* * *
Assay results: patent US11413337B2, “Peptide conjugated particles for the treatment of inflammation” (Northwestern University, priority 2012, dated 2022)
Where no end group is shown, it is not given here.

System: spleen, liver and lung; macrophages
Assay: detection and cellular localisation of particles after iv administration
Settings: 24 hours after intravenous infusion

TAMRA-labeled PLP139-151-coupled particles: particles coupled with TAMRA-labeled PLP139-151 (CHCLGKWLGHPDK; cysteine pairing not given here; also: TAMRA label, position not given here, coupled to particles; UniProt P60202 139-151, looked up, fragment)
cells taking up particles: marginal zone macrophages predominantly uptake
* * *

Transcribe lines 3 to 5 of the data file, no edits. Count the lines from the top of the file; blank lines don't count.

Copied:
System: spleen, liver and lung; macrophages
Assay: detection and cellular localisation of particles after iv administration
Settings: 24 hours after intravenous infusion